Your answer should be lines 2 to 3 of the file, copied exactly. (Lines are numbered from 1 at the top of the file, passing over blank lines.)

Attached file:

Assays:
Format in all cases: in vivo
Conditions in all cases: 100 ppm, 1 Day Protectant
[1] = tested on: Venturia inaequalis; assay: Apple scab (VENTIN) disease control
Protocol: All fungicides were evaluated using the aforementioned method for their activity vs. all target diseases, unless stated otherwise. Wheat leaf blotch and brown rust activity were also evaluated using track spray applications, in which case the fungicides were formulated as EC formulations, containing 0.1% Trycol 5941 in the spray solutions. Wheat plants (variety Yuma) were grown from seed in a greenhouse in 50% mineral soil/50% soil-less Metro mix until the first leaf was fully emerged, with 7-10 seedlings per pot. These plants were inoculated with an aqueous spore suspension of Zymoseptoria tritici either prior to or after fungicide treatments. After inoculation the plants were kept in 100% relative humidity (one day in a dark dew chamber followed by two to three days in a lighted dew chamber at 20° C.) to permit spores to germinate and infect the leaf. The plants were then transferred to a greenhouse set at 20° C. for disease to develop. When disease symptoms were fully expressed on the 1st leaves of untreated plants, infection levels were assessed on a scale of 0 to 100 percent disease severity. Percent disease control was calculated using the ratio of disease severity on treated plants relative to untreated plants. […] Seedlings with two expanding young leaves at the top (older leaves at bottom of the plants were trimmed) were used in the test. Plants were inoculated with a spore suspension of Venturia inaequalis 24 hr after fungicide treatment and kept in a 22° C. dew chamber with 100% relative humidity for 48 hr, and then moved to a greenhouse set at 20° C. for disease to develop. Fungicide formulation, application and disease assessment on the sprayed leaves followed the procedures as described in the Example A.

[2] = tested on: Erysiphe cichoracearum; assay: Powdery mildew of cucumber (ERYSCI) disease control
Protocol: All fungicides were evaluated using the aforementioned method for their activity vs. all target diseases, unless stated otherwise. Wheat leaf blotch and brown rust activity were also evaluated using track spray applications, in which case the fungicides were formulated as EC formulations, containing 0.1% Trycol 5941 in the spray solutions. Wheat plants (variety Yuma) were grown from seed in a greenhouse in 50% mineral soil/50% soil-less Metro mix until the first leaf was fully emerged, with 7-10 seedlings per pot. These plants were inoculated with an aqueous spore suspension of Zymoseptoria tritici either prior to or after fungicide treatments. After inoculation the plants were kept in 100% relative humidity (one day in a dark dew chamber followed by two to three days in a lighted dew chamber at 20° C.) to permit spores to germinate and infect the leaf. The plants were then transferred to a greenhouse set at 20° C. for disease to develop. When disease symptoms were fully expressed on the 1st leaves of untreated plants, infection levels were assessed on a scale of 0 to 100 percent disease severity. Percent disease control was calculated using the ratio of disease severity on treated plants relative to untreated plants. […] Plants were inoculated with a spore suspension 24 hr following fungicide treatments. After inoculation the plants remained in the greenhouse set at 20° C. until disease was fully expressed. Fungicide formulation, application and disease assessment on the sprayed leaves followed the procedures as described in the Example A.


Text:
Format in all cases: in vivo
Conditions in all cases: 100 ppm, 1 Day Protectant